• Tribal Colleges and Universities

More information about the applicants who submitted LOIs and the applicants advancing to the proposal phase is depicted in the infographic on the page.

Overview of the Opportunity

Through this opportunity, the Collaborative seeks to elevate the ECE workforce and break down systemic barriers to higher education, particularly for early educators of color. People of color, primarily women, make up nearly half of the ECE workforce and yet are not provided equal access to higher education, ongoing professional development, or professional compensation.

The Collaborative invited institutions to develop ideas for transforming early educator preparation programs across the continuum of educator preparation, including not but limited to:

  • Recruitment and retention of racially, ethnically, and linguistically diverse students;
  • Curricula informed by recent developmental science of child development and adult learning, and that are culturally responsive in nature;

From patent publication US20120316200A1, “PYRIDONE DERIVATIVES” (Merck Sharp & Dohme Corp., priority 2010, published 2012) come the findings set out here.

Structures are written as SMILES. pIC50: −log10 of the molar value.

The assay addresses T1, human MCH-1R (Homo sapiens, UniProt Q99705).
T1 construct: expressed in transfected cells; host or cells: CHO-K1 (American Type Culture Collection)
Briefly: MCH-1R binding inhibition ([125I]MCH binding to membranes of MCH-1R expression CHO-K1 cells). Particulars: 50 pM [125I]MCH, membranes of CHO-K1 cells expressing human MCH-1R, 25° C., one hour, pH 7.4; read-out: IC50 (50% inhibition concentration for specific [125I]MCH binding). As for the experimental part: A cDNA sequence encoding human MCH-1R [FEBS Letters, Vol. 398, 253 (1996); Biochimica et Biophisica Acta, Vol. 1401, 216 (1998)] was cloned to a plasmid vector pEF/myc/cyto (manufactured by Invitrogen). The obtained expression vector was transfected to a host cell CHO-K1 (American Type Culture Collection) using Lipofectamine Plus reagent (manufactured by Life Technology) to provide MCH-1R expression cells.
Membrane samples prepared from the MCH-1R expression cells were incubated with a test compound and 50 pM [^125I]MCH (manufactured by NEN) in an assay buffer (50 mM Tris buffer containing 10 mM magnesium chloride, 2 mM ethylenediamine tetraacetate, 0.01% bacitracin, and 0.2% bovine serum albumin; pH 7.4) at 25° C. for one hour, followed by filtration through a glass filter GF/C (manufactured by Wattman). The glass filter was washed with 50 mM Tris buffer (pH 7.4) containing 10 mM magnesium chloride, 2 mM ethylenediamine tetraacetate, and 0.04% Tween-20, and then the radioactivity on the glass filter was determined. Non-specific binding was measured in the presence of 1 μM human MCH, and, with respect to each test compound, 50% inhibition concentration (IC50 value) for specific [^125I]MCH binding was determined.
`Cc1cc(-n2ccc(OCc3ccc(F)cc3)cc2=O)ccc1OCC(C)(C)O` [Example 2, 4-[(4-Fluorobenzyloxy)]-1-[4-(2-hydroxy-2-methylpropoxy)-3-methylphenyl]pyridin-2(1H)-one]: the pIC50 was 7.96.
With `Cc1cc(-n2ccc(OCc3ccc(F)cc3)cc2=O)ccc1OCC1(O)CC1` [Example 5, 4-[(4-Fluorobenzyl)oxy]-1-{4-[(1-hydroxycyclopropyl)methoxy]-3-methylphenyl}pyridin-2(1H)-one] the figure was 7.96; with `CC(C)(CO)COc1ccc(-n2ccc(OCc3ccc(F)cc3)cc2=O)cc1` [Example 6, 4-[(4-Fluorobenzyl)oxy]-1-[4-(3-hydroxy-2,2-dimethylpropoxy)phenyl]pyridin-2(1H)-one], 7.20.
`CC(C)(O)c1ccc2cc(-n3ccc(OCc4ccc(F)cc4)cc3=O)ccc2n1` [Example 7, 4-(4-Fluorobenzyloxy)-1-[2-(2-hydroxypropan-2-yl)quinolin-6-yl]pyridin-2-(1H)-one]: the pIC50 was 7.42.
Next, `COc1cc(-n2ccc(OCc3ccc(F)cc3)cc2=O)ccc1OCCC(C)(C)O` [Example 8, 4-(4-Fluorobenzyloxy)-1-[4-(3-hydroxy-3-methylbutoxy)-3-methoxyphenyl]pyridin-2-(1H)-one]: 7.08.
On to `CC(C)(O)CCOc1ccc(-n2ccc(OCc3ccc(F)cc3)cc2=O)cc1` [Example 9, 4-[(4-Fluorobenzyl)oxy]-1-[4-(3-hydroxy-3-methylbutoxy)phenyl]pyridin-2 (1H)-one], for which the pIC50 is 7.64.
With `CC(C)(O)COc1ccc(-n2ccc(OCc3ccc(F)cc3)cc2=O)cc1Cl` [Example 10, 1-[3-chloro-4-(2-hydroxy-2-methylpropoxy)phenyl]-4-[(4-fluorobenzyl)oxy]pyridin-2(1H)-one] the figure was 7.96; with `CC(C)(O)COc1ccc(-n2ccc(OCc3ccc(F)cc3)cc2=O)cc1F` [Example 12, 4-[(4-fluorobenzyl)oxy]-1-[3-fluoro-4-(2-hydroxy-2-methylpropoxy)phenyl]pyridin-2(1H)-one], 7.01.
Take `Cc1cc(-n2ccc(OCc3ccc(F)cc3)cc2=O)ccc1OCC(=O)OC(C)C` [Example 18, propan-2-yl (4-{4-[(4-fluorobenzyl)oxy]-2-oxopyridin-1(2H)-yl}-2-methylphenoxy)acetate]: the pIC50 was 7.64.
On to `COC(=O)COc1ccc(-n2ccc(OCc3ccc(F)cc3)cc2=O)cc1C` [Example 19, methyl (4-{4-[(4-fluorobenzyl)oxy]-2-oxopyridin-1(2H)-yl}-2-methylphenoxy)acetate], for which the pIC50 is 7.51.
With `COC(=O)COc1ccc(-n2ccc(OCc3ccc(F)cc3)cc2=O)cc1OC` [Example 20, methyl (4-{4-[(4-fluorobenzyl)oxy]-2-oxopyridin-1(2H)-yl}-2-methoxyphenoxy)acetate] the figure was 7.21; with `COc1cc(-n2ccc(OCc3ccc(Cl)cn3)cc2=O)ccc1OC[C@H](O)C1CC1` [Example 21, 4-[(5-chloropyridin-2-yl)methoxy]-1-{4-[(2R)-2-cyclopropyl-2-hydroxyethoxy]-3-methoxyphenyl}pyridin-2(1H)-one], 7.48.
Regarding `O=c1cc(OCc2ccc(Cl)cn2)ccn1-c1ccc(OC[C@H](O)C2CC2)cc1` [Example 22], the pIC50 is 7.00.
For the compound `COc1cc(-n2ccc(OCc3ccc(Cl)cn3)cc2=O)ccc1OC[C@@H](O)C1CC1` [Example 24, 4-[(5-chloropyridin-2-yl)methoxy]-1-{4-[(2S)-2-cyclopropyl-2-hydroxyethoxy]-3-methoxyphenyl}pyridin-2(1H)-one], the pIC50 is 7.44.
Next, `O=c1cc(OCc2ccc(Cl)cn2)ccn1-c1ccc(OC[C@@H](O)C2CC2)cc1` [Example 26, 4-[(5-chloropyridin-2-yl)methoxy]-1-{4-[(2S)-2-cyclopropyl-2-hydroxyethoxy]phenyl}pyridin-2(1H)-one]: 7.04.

• High-quality, clinically based practicum experience across a variety of ECE settings;
  • Induction supports provided in the early years of teaching;
  • Financial supports for educators to access and complete a higher education program, including paid release time; and
  • A proposed or piloted strategy to increase financial assistance, remuneration, and compensation across an individual’s educational and career pathway as a student and teacher.

The Collaborative sought to prioritize applicants that demonstrated they are meaningfully serving students who bring racial, ethnic, linguistic, or socioeconomic diversity to the field, and that they are preparing educators to serve an equally diverse student population. This includes prioritizing lead applicant IHEs that are MSIs. The Collaborative also prioritized applicants who partnered with two-year, community college IHEs or whose proposed approach included a detailed and viable plan for doing so.

Funding Timeline

The Collaborative set a September 2020 proposal submission deadline and notified selected grantees in December 2020.

The Collaborative thanks all applicants for their time and effort in developing applications in both the LOI and full application stages. We look forward to sharing further updates with the field as the work progresses.